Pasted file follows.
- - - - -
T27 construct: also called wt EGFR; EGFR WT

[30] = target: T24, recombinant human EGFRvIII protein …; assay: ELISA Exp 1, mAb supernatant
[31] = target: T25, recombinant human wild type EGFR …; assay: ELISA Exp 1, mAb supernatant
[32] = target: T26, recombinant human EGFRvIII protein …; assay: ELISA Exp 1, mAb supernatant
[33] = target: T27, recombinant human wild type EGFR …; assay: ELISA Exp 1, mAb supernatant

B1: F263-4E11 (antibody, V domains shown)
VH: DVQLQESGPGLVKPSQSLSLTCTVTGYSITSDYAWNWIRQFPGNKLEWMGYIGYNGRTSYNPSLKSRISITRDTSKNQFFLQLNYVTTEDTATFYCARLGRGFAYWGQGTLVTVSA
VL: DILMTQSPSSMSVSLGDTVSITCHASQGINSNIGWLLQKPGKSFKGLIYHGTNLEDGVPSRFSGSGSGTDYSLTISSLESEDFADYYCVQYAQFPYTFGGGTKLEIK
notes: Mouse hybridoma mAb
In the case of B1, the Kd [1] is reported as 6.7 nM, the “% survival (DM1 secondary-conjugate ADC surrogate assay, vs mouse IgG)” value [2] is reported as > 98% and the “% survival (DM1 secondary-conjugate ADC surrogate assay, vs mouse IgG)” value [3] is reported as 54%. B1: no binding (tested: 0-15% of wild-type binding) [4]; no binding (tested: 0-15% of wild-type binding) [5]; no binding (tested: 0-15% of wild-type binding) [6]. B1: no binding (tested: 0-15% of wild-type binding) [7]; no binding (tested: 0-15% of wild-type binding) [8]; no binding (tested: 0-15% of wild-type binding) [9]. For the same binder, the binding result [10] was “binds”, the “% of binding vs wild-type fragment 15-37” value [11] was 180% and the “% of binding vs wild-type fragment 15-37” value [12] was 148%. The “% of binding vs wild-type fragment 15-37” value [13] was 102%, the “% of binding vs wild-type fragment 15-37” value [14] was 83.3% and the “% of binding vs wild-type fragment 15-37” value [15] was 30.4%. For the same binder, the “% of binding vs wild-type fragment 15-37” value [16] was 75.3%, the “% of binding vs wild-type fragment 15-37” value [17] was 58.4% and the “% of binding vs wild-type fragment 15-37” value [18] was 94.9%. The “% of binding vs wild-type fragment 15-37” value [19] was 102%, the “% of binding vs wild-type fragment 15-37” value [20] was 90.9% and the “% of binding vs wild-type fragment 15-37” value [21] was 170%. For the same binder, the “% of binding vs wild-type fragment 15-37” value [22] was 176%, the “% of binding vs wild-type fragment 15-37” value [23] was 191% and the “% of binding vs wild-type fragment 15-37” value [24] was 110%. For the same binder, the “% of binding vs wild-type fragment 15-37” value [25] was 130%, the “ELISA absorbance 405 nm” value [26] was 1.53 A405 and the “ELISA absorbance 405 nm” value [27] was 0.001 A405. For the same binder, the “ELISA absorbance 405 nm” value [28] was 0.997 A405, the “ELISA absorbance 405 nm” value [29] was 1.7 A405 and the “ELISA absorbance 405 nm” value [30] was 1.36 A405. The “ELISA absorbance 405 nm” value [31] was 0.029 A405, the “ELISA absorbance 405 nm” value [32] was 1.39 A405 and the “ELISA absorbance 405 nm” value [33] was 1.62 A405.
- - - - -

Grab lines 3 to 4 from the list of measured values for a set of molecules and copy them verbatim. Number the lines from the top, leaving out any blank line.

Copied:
[31] = target: T25, recombinant human wild type EGFR …; assay: ELISA Exp 1, mAb supernatant
[32] = target: T26, recombinant human EGFRvIII protein …; assay: ELISA Exp 1, mAb supernatant